Cherkizovo Works to Secure Future Grain Supplies

RUSSIA - Poultry producer, Cherkizovo, is securing grain supplies for its future feed requirements.
calendar icon 20 September 2010
clock icon 3 minute read

Cherkizovo, Russia's top poultry producer, may buy up to 400,000 tonnes of grain to secure feed supplies following the country's drought-devastated harvest, has learned.

Sergey Mikhailov, the chief executive of the chicken and pork giant, said that the group intended to bolster its forward feed supplies by securing "grain stock for 2011 in the course of this year".

"We are currently implementing this strategy," he added.

This plan, which is could stretch over a 12-month horizon, would see the group acquire 300,000 to 400,000 tonnes of grain, a source familiar with the company explained.

The company, which owns two feed mills, has sufficient capacity to store 500,000 tonnes of grain, an amount approaching the annual output of Slovenia, and bigger than that of Albania.

However, the plans depend on the response of the government to grain prices sent soaring by the country's worst drought on record, which has cut production by more than one-third.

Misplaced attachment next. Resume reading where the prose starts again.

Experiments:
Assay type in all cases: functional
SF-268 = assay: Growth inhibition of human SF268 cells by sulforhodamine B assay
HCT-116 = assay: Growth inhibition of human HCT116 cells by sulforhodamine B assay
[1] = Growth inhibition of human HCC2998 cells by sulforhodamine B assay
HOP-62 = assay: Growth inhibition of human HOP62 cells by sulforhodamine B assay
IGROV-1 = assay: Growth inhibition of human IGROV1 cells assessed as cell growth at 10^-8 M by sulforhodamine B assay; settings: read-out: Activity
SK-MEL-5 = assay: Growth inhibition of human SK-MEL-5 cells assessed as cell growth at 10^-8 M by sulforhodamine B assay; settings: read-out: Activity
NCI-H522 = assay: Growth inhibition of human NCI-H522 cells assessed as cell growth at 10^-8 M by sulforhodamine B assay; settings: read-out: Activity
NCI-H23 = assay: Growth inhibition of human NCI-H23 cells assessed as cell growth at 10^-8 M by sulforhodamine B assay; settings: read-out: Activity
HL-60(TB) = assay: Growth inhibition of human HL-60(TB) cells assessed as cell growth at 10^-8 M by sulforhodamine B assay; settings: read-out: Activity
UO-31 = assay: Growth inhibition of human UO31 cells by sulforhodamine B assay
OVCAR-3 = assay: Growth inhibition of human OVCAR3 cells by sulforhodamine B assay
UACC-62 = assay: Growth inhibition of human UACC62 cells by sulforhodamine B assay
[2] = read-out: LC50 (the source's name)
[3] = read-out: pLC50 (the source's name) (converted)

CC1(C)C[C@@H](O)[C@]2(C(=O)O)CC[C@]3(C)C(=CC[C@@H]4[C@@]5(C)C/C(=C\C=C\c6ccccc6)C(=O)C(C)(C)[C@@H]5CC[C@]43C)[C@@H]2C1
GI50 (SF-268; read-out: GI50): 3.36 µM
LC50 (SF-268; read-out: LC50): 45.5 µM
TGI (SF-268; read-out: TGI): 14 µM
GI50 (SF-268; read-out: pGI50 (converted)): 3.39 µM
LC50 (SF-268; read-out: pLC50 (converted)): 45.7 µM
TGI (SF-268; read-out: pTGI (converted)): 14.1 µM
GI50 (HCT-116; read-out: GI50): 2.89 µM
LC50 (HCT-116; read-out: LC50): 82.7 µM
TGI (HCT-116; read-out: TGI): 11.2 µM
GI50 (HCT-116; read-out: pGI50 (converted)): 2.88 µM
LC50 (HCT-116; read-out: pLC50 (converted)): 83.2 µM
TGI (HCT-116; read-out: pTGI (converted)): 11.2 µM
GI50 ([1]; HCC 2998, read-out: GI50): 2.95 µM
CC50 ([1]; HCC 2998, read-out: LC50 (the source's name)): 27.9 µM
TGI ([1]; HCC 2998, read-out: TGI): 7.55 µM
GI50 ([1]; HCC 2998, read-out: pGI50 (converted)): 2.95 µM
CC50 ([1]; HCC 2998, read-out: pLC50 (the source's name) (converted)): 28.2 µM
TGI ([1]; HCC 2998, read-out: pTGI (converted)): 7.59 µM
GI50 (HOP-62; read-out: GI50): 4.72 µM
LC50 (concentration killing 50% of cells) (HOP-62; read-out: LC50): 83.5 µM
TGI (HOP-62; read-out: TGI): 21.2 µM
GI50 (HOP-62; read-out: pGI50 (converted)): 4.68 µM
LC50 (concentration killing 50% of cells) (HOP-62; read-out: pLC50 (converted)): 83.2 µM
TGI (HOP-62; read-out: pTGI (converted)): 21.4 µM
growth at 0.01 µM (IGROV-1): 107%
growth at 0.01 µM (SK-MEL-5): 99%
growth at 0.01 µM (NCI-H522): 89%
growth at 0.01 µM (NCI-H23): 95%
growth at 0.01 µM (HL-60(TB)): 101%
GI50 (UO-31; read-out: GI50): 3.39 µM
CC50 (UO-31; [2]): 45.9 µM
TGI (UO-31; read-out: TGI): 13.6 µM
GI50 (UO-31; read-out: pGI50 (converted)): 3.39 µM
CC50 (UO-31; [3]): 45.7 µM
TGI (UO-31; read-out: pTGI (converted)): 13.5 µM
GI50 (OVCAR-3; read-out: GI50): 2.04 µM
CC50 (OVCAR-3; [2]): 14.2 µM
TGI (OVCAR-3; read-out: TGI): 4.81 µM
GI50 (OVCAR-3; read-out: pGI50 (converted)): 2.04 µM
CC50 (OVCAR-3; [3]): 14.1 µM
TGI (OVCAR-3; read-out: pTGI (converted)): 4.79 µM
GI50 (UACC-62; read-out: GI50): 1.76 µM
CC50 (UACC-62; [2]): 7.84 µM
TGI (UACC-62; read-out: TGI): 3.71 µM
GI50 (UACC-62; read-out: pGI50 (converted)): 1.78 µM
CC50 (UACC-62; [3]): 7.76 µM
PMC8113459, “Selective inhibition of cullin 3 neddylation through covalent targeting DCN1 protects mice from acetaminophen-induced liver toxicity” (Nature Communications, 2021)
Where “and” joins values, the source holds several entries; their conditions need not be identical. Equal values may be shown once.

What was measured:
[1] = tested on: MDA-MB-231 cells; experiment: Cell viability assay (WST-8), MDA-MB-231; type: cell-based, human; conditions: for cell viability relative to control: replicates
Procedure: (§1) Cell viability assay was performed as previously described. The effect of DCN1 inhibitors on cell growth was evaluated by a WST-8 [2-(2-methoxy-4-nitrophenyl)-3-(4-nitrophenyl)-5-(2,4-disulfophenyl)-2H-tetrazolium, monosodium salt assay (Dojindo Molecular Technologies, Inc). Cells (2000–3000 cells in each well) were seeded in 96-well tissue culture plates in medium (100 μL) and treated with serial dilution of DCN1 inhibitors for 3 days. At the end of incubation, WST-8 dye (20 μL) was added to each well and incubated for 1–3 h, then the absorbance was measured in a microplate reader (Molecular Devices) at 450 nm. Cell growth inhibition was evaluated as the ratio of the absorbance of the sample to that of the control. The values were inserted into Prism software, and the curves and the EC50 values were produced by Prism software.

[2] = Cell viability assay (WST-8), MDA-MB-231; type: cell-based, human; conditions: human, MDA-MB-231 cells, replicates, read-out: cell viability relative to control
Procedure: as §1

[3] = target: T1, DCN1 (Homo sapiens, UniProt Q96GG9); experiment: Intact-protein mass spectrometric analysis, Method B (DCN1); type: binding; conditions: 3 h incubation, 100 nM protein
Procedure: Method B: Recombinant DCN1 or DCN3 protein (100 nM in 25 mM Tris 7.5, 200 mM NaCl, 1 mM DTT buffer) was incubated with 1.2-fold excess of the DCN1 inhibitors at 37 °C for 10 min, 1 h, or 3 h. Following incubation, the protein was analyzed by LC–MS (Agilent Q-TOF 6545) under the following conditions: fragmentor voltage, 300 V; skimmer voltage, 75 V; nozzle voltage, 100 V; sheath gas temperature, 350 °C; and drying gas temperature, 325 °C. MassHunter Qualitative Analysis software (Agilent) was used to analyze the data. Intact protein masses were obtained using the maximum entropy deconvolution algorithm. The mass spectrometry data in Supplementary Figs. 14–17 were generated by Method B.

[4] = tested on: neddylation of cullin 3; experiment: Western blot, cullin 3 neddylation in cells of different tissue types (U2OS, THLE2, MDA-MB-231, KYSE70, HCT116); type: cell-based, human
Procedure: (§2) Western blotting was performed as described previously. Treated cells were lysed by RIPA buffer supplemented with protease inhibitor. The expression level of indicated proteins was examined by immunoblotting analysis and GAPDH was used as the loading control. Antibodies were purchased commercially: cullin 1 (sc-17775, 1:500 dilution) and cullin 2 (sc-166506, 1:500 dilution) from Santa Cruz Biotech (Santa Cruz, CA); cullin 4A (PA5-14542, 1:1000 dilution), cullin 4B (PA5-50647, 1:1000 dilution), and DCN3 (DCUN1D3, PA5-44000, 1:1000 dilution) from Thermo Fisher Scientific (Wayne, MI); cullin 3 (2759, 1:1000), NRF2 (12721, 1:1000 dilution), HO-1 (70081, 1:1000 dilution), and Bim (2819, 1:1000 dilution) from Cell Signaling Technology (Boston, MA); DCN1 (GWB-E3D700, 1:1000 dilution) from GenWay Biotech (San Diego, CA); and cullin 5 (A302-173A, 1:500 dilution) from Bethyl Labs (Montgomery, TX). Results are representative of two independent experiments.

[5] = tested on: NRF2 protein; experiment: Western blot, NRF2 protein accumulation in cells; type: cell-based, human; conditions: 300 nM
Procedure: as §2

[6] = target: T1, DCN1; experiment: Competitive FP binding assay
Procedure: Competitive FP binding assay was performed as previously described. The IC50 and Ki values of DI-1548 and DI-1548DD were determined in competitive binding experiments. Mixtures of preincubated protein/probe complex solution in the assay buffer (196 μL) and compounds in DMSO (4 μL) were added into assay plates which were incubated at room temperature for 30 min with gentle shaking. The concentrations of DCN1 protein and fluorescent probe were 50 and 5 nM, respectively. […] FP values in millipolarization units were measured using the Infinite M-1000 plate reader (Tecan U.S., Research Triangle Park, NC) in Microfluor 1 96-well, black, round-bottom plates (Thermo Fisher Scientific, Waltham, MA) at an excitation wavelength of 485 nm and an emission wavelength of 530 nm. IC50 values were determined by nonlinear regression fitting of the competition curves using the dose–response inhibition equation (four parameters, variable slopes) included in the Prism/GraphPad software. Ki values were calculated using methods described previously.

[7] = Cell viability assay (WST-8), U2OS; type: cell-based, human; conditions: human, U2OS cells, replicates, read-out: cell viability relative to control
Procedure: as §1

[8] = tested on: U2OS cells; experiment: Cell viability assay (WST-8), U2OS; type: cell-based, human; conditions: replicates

Russia has been attempting to ramp up domestic meat production to reduce its large reliance on imports.

Nonetheless, the government has yet to fulfil a pledge to open up its nine million tonnes of state grain reserves, a move which may reflect a desire to try to support prices sufficient to discourage stockpiling by growers.

"The government does not yet sell intervention volumes despite high storage costs in order to force farmers to sell their harvest," Agritel, the Paris-based consultancy, said.

Agrimoney reports Mr Mikhailov saying that expects the government's market control measures, which include a ban on exports and lower rail tariffs to encourage transport from distant regions, to "lead to a stabilisation" of domestic prices.

And even if prices do rise further, he forecast that consumers, rather than meat groups, would swallow the increase.

"We may expect further meat price inflation in the event of dramatic grain price increase," he said.

The comments came as Russia's prime minister, Vladimir Putin, confirmed that the country had enough grain to feed itself but would maintain its export ban until next year.

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